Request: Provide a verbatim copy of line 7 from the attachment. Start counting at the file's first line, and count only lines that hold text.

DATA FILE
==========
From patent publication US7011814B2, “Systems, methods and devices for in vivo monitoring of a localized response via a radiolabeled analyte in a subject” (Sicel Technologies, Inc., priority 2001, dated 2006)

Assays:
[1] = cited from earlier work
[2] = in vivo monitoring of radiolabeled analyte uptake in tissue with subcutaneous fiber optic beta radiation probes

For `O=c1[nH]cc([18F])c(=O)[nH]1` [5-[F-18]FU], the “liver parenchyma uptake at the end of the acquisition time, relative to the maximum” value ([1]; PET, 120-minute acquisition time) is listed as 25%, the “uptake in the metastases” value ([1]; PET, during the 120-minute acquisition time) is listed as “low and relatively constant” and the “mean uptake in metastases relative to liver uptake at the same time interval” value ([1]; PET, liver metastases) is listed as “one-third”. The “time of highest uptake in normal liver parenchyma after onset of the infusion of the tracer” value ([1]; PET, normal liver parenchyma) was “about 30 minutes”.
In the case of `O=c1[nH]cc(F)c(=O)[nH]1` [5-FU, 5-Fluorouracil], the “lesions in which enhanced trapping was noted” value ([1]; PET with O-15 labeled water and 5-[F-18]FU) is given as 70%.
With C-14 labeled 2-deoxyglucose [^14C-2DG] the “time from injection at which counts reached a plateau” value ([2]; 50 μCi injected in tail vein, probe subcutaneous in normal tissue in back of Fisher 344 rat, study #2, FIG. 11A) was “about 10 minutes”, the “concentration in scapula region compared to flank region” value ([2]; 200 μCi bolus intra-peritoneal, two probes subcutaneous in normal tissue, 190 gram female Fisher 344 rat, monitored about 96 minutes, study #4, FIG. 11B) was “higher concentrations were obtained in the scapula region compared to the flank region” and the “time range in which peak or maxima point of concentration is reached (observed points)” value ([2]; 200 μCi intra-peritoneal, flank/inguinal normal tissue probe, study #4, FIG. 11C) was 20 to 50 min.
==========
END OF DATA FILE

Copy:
With C-14 labeled 2-deoxyglucose [^14C-2DG] the “time from injection at which counts reached a plateau” value ([2]; 50 μCi injected in tail vein, probe subcutaneous in normal tissue in back of Fisher 344 rat, study #2, FIG. 11A) was “about 10 minutes”, the “concentration in scapula region compared to flank region” value ([2]; 200 μCi bolus intra-peritoneal, two probes subcutaneous in normal tissue, 190 gram female Fisher 344 rat, monitored about 96 minutes, study #4, FIG. 11B) was “higher concentrations were obtained in the scapula region compared to the flank region” and the “time range in which peak or maxima point of concentration is reached (observed points)” value ([2]; 200 μCi intra-peritoneal, flank/inguinal normal tissue probe, study #4, FIG. 11C) was 20 to 50 min.